As usual, a few tweaks. Cranberries are difficult to source in this part of world, so I used muesli oats with added fruit. But, this is the type of dish you can do with your favorite ingredients, as long as you keep the proportion of solids and condensed milk the same. It is very quick to do, but it takes about one solid hour to bake and another one to get it cool.

Be warned: once you start doing this, there is no back to the vending machine to get a plastic one.

Breakfast oat bars


  • 1 x 397g can condensed milk (=1 tube of condensed milk)
  • 350g  oats (not instant) with 50% added fruit, including a lot of cranberries (original recipe called for 250g rolled oat and 100g dried cranberries.
  • 75g shredded coconut
  • 125g mixed seeds (pumpkin, sunflower, sesame)
  • 125g natural unsalted peanuts


Preheat the oven to 130°C/gas mark 1/2, and oil a 23 x 33 x 4cm baking tin, or use a throwaway foil one.

Warm the condensed milk in a large pan.

Meanwhile, mix together all the other ingredients and then add the warmed condensed milk, using a rubber or wooden spatula to fold and distribute.

Spread the mixture into the tin and press down with the spatula or, better still, your hands to even the surface. Just make sure you are wearing disposable vinyl gloves to do this, otherwise you will end up with the sticky oats all over your fingers.

Bake for 1 hour, then remove from the oven and, after about 15 minutes, cut into four across, and four down to make 16 chunky bars. Let cool completely

Red onion confit, fresh thyme and goat cheese tartelettes


I first saw the onion confit and and goat cheese tartelettes on Mafalda Pinto Leite’s website (here, in Portuguese). It looked easy enough, but things went South when ready-made caramelized onion the recipe called for was nowhere to be find in Zurich. The only solution was to embark on a quest for the perfect red onion confit recipe. Finally, it was C’est moi qui l’ai fait who offered the perfect method for a luscious red onion confit.  And, since they had gone through all the trouble of doing their own jam from scratch, it was only fair to give it a go to their tartelette. It was a good call – the whole batch was gone in less than a sigh.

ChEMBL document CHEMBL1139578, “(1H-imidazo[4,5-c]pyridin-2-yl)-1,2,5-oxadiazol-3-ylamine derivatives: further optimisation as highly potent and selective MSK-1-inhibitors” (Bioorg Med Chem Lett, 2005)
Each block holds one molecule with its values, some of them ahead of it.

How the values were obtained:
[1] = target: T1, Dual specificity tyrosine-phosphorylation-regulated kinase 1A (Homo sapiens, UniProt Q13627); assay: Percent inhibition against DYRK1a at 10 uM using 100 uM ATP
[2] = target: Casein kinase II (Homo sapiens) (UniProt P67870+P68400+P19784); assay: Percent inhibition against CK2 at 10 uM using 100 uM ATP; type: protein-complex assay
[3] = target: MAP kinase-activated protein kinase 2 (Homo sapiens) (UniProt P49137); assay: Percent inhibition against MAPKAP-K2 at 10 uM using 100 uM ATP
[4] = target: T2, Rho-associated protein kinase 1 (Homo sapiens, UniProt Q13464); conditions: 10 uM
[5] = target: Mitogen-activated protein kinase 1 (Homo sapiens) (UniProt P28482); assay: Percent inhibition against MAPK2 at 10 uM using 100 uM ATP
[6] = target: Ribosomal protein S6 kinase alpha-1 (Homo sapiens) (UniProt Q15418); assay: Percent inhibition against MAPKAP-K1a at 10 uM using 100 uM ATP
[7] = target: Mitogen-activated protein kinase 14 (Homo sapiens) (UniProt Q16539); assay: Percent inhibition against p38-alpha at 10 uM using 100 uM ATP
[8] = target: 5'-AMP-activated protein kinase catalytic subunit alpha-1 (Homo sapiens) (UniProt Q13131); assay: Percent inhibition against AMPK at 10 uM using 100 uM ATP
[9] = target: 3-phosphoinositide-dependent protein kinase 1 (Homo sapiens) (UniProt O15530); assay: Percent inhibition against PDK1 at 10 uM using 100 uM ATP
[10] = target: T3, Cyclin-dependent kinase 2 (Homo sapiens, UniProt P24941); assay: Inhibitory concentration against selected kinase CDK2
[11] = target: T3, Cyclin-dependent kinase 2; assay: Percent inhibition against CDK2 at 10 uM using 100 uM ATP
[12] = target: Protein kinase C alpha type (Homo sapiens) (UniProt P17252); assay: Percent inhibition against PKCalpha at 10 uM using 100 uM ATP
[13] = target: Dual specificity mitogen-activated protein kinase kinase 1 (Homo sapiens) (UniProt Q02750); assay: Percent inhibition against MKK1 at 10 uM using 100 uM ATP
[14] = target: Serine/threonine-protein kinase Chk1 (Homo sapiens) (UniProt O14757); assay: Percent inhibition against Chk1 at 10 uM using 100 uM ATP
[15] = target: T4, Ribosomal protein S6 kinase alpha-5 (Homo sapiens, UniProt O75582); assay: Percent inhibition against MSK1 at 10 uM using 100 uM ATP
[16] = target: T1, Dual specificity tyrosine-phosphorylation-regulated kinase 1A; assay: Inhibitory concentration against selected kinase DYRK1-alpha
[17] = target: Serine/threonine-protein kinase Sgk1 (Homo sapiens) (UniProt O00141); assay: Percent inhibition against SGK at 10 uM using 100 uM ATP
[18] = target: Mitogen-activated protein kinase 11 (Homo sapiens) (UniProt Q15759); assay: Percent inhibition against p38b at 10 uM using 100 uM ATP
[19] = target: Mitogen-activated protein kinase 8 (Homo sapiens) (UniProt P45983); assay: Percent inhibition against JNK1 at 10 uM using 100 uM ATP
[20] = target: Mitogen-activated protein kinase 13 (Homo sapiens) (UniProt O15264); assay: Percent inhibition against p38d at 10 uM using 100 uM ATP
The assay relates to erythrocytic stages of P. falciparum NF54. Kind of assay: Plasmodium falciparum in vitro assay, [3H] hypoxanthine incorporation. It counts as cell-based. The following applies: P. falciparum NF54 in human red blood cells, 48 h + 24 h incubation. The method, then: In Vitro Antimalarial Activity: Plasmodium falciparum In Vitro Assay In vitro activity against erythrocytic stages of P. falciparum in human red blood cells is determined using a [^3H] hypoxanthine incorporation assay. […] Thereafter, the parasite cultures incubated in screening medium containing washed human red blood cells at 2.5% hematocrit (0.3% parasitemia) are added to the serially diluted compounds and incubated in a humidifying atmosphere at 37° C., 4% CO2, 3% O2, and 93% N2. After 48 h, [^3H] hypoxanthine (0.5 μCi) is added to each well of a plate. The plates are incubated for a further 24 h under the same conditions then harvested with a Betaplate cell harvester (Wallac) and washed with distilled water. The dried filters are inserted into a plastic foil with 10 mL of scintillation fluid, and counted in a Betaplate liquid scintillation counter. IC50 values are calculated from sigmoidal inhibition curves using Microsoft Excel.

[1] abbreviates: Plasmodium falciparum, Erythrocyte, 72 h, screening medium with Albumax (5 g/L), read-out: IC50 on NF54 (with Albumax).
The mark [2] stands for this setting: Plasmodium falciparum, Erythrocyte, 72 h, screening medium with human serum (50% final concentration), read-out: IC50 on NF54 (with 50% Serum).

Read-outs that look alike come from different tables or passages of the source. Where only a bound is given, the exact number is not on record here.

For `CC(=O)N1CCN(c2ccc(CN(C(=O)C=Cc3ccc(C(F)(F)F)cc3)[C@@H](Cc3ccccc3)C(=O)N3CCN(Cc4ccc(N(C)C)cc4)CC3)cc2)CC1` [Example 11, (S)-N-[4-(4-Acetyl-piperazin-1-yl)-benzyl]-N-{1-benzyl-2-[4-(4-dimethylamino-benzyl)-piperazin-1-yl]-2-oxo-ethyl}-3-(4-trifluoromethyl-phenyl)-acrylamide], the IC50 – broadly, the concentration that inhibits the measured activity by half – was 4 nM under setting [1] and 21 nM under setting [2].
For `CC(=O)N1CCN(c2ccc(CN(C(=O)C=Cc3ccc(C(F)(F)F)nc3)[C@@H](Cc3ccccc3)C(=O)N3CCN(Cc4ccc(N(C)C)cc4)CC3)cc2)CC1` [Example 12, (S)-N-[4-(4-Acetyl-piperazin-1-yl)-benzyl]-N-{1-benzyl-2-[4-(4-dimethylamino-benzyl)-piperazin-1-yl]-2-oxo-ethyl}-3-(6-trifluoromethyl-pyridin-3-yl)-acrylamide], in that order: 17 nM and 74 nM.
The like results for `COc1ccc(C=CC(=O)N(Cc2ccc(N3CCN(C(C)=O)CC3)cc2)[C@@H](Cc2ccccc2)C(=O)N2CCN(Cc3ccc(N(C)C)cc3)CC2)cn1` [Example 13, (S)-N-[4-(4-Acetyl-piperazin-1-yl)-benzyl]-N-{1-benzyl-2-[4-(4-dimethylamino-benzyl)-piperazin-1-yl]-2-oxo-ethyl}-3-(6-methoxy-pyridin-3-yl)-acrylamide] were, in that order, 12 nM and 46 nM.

Red onion confit, fresh thyme and goat cheese tartelettes


  • 1 roll of puf pastry
  • 1 pot of red onion confit (recipe here)
  • 1 fresh soft goat cheese, crumbled
  • 1 yolk
  • 1 tablespoon of milk
  • Fresh thyme


Preheat the stove to 210oC

Spread a bit of flour all over the kitchen top, and lay the pastry roll. Mix the yolk with the milk, and brush it all over the pastry surface.

Cut it in squares (4cm side), and place them on the baking tray.

Drop a teaspoon of onion confit at the center of each square (the corners should be free, so they can puff). On top of the confit, put the equivalent of a small teaspoon of cheese. Sprinkle with fresh thyme.

It is now ready to put on the stove, for about 8min, or until the pastry is golden.